Current basket of Japanese stocks

It has been a little more than one year since the last update on my Japanese stocks. I have made a number of changes since then and will briefly discuss the current Japanese basket.

Currently there are nine companies in the basket. I no longer own the two companies I first invested in: I sold Riken Keiki (JP:7734) a while ago after it had a nice run and I found a few companies that looked cheaper. Earlier I sold Maruzen (JP:5982) for the same reasons.

These are the additions I made since the last update:

Isamu Paint (JP:4624)

My favorite net-net in Japan. Isamu Paint produces paints, thinners and other products for automobile repair use, industrial use and construction use. The market cap of the company is just ¥4.6bn (about $45m). Revenues and net income have grown steadily over the last five years and the company also produces free cash flow. The dividend is small at just 2.1%, but the company has bought back stock in fiscal 2013 and 2014 (¥85m and ¥127m respectively).

Isamu Paint is trading at 0.39x BV and a P/E of 6. It has ¥6.8bn in cash and long-term investments against just ¥4.2bn in liabilities. Even though the stock has moved up a bit from where I purchased, I still think this is probably the most attractive stock in the basket currently.

Okayama Paper Industries (JP:3892)

This manufacturer of paper boards is the only loser in the Japanese portfolio at the moment. Its capitalization is tiny at ¥2.3bn. Revenue has been in a downward trend in the last couple of years and profits have dropped as well. Still, at 0.30x book value and with ¥4.0bn in cash and investments on the balance sheet it is a true book value bargain.

In the previous update I already questioned whether buying book value bargains is the best strategy for investors in Japan. The stocks that have done the best for me so far have mainly been the ones that have increased their dividends or repurchased stock.

I’m still holding on to Okayama Paper Industries though. I give them some extra credit, because they did repurchase some stock in FY 2013 and 2012, which is pretty rare for a small cap Japanese company. In 2014 they did not repurchase. The company is still generating some free cash. The stock yields 3.2% and is paying at least a little bit while I wait to see if things improve.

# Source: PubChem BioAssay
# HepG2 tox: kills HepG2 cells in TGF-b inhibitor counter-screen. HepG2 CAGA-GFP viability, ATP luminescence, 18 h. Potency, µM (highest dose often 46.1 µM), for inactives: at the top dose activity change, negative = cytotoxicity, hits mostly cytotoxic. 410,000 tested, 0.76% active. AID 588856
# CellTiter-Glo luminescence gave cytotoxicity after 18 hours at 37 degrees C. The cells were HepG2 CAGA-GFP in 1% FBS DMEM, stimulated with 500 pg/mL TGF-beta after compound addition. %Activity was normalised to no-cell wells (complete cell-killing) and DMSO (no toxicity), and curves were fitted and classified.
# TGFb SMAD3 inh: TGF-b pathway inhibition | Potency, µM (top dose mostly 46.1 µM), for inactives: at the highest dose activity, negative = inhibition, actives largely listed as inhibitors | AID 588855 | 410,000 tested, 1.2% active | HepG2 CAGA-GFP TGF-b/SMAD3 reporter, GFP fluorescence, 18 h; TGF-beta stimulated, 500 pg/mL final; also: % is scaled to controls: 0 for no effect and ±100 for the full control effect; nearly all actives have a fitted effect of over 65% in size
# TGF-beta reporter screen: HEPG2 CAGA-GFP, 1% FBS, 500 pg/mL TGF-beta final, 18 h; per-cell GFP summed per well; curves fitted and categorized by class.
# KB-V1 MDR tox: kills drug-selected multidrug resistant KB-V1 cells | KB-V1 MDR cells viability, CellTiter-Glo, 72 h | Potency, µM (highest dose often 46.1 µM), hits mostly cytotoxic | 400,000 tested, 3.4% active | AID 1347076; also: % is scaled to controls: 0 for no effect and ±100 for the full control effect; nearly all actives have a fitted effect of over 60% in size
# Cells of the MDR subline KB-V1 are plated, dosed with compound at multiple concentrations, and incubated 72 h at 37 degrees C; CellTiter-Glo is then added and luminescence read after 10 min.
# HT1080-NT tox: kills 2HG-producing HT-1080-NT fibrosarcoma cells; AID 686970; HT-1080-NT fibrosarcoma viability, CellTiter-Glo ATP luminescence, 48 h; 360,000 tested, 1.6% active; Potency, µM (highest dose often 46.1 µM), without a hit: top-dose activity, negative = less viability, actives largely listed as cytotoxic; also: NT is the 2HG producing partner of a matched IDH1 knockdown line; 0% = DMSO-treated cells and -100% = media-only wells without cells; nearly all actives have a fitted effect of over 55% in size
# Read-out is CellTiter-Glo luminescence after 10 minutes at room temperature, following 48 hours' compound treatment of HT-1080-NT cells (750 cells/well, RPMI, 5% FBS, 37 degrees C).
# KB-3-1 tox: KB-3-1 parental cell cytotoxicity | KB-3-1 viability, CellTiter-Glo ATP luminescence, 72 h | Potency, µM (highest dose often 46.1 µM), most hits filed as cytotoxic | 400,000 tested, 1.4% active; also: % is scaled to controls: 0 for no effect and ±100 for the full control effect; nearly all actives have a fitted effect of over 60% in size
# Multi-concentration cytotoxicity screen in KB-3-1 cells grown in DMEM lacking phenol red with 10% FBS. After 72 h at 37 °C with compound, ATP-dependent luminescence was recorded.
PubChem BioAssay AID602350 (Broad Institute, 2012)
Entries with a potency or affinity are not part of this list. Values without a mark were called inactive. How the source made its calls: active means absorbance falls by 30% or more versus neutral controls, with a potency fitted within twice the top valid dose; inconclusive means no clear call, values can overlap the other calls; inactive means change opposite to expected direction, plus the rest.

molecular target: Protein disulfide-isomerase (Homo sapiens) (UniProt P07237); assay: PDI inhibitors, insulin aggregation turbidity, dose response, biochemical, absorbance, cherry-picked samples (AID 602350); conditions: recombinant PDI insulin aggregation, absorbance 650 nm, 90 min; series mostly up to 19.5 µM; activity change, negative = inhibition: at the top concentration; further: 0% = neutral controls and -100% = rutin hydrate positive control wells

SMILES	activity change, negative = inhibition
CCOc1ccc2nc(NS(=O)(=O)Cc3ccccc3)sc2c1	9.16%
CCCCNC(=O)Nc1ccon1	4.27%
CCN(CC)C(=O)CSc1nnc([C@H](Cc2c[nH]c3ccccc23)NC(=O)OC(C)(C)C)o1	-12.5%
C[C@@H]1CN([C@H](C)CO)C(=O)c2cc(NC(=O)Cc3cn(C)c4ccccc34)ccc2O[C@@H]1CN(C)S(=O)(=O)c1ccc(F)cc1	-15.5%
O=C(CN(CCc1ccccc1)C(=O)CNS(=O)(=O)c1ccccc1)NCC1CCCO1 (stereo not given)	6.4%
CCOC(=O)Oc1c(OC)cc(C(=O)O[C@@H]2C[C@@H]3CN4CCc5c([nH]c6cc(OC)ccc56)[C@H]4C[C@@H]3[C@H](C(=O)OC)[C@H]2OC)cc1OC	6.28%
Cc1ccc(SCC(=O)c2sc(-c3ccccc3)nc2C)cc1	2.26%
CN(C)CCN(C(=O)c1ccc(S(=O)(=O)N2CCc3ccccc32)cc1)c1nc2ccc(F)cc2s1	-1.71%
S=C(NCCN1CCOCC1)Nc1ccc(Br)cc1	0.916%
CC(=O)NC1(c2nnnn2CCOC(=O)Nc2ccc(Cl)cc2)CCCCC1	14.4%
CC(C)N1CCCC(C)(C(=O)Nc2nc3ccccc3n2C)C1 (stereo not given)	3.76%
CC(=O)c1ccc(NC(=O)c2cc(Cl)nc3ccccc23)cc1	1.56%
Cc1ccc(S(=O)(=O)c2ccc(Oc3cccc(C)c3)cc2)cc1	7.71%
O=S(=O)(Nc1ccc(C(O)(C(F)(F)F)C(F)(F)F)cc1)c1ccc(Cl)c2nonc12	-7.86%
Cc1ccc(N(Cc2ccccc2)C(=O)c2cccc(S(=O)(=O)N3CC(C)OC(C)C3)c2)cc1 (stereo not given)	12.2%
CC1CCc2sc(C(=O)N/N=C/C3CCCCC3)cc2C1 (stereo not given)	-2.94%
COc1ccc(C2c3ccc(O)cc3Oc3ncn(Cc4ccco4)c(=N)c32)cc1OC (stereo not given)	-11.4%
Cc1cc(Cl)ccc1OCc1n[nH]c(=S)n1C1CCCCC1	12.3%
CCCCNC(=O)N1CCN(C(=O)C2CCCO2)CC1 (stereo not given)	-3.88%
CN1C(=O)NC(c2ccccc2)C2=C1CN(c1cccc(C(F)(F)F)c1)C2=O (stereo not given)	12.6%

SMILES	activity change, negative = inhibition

Hakuseisha (JP:9736)

Another new position compared to the last update and another small cap at a market cap of ¥2.6bn. The company provides building security services and cleaning services. Hakuseisha is trading at 0.40x book value and at a discount to cash & investments minus all liabilities. Earnings have been stable and the P/E multiple is 9. The dividend is 3.1%, but unlike Isamu and Okayama Paper this company has not repurchased shares in recent years.

Global Food Creators (JP:7559)

Global Food Creators has performed great so far in 2014 and is up 26%. I don’t know why. The market cap now stands at ¥7.3bn, which is still just below 0.50x BV. The company is very cash-rich with ¥8.4bn in cash and investments against just ¥2.9bn in liabilities. It generates a good amount of free cash flow, but unfortunately there have been no repurchases and the dividend is also small at just 2.0%. The company is not cheap on an earnings basis as the P/E ratio is 16.

KG Intelligence (JP:2408)

Is trading at just below 8x earnings and has a ¥3.6bn market cap. The company publishes various information magazines for weddings, housing, recruitment and… fishing. This is a small position in the basket. This stock trades in 100 share lots which means that at the current share price of ¥503 you need just around €370 or $500 for a minimum purchase. This makes KG Intelligence a good vehicle for reinvesting dividends, provided you have a low cost broker like IB that doesn’t charge you much for Japanese trades.

KG Intelligence is trading right around net-cash value. Revenues and profits have been pretty stable and the stock yields 2.9%.

KSK Co (JP:9687)

KSK is active in software development and the design of hardware systems. Like KG Intelligence this is a small position in the portfolio that I originally established by reinvesting dividends. The stock has performed well this year and is up 23%. KSK is trading at 0.60x book value and has a lot of excess cash. They have bought back a small number of shares in FY 2012 and 2011. The dividend is 2%.